NUS and GIS Make Breakthrough in Treating PCBs
A team of researchers from the National University of Singapore (NUS) Faculty of Engineering have developed a novel approach that could greatly enhance the effectiveness of destroying polychlorinated biphenyls (PCBs) in the environment.
They discovered three powerful bacteria from a genus called Dehalococcoides which can degrade PCBs. In addition, the researchers also developed an effective method of culturing these PCB dechlorinators in large quantities to enhance their degradation efficiency.
Working with A*STAR’s Genome Institute of Singapore (GIS), the team was able to identify the functional genes responsible for breaking down PCBs. With these research findings, it is now possible to design and engineer methods which can rid our environment of harmful PCBs more effectively. Their findings were recently published in the prestigious US journal, Proceedings of the National Academy of Sciences (PNAS).
PCB contamination and challenges posed to environment
PCBs are synthetic organic chemical compounds of chlorine and biphenyl. They have been widely used as coolant fluids in many electrical products. However, they are toxic and exposure to PCBs has been known to show symptoms almost immediately. Though PCBs are no longer used (they have been banned since the 1970s), they are virtually indestructible and can possibly remain in the environment forever. Hence they continue to contaminate rivers, lakes and harbors worldwide, posing a threat to human and ecosystem health.
There have only been seven known enzymes associated with Dehalococcoides found to have confirmed function on chlorinated compounds. The NUS-GIS research team is proud to add the three new bacteria to the list – each with distinct specificities.
An in-situ microbial detoxification strategy, which involves applying microbes directly to break down (dechlorinate) PCBs on-site, would be very effective for PCB bioremediation. However, these microbes are extremely hard to culture, hence limiting efforts to characterize them for such applications.
Currently, the only treatment is capping or dredging and landfilling the PCBs. An example is the ongoing SuperFund project to dredge the upper Hudson River to remove PCBs which has already cost nearly US$1 billion. In this regard, the novel technique developed by the research team to culture PCB dechlorinators could pave the way for alternative, and possibly more effective, methods of degrading PCBs on-site.
Novel substrate for culturing PCB dechlorinators
Associate Professor He Jianzhong, who is from the NUS Department of Civil & Environmental Engineering, explained, “While the scientific community has found out that certain bacteria can dechlorinate PCBs and make them more susceptible to oxidation, it was not until three decades ago that some were identified. However, challenges still remain in growing these organisms in quantities that will make an impact. Their low biomass has also prevented us from studying closely the process, especially in identifying the enzymes responsible. Furthermore, as PCBs are extremely insoluble, they are unsuitable as substrates for culturing the helpful bacteria.”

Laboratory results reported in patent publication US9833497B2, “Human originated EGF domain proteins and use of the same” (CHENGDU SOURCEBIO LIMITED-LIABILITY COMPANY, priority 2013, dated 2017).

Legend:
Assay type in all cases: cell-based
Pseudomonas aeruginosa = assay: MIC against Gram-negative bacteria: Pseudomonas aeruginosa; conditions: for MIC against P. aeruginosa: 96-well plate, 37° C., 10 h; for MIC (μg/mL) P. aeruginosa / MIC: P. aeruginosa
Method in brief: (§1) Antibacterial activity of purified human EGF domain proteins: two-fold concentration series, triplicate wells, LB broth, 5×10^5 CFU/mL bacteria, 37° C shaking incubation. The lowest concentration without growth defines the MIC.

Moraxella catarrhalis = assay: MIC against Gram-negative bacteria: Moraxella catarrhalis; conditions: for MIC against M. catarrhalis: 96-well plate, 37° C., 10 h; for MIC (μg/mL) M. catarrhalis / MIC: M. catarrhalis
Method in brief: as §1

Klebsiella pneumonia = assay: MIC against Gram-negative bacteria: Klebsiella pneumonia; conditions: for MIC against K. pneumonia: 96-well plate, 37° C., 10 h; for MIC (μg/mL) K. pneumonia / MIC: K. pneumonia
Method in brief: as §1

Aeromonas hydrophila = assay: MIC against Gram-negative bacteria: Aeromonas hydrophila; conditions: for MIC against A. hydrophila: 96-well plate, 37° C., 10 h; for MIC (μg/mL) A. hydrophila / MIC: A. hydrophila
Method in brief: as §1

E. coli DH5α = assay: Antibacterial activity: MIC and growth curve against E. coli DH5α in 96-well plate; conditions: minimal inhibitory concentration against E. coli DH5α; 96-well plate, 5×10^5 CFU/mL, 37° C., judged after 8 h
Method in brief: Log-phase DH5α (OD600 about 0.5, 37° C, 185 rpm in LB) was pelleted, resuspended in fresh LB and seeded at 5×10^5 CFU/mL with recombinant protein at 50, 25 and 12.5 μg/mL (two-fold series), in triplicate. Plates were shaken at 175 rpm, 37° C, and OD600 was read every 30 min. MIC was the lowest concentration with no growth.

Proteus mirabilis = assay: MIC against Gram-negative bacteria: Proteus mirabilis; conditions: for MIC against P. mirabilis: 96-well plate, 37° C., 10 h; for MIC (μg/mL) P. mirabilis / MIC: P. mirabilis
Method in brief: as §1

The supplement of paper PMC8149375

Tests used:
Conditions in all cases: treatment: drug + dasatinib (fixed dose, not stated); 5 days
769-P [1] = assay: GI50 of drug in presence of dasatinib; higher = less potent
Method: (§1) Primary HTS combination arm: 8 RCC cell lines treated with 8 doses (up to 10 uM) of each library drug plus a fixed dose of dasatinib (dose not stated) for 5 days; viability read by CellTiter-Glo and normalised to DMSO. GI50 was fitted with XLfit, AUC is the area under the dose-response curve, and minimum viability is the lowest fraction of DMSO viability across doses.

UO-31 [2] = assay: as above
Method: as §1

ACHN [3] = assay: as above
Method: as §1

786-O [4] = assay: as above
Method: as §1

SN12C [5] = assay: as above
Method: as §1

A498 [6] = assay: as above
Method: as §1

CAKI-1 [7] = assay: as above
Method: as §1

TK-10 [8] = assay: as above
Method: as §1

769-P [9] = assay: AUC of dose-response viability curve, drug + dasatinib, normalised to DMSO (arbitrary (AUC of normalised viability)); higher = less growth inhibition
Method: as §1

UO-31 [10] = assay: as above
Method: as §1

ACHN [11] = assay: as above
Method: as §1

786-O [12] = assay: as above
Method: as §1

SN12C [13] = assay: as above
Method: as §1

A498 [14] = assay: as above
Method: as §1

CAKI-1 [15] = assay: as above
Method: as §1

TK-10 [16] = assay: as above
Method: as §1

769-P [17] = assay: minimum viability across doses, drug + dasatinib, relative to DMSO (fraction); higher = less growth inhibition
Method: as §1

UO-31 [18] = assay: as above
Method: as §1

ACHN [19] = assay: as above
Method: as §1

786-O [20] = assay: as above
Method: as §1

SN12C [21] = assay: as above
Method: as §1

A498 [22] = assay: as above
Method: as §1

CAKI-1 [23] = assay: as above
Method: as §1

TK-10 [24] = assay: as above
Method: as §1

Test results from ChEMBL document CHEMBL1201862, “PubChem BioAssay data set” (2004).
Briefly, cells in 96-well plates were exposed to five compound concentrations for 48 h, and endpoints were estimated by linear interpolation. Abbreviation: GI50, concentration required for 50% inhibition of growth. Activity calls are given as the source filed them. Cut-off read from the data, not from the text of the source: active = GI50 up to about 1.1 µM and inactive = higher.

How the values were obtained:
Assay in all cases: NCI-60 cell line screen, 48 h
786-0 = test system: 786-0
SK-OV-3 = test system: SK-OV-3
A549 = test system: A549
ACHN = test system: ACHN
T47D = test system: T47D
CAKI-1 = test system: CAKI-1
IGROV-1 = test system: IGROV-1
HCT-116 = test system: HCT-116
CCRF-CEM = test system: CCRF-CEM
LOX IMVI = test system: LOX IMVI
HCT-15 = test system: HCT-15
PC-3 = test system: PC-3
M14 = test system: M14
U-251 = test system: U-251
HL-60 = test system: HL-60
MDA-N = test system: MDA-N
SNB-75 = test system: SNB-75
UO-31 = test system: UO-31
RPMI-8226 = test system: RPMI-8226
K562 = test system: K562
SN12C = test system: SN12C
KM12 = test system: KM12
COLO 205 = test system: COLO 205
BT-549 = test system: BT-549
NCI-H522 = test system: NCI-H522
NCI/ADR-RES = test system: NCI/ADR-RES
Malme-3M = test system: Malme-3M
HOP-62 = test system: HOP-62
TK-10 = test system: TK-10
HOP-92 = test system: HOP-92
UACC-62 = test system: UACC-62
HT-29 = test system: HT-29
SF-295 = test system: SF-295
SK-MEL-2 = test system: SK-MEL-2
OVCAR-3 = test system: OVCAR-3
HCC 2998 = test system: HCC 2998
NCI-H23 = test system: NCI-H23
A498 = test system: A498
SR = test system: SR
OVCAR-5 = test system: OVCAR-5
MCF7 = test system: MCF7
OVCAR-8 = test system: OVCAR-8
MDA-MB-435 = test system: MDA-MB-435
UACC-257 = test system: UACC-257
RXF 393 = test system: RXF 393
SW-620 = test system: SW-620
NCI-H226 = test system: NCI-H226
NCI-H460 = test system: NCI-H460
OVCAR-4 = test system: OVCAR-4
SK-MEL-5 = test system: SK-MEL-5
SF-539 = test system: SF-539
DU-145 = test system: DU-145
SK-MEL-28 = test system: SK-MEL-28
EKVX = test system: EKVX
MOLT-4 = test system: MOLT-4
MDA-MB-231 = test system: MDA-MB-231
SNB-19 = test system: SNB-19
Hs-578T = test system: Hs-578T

To overcome this problem, the NUS team came out with an alternative substrate called Terrachloroethene (PCE) which can be used to boost the cell numbers of PCB dechlorinators.
“This discovery is a quantum leap forward in our understanding of microbial PCB dechlorination and hence open up new possibilities of developing more effective ways of destroying PCBs in our environment,” said Prof He.
Genomic technologies to the fore
Dr Niranjan Nagarajan, who leads the research at GIS, said, “Through synergy generated from traditional culture techniques combined with state of the art genomic technologies, we could successfully cultivate and characterize three PCB dechlorinating microbial strains. From these efforts, we were able to be the first to identify the functional genes responsible for breaking down PCBs. These genes could be very useful as biomarkers for monitoring PCB bioremediation.”
Prof He added, “Finding useful bacteria can be tough. Our work shows how advanced genomic technologies can be combined with culturing to sift through bacteria in the environment and find the gems. This is a big step forward in the development of in-situ microbial detoxification technologies for PCB bioremediation.”
These discoveries promise to move the bioremediation technology for PCBs into the realm of reality because for the first time, bioaugmentation is feasible. The impact of this outstanding research is tremendous, which makes in-situ bioremediation possible by saving significant amount of time and labor.
Future research will be focused on application of genomic technologies for in-situ degradation of PCBs and other halogenated compounds.
Press Release, September 15, 2014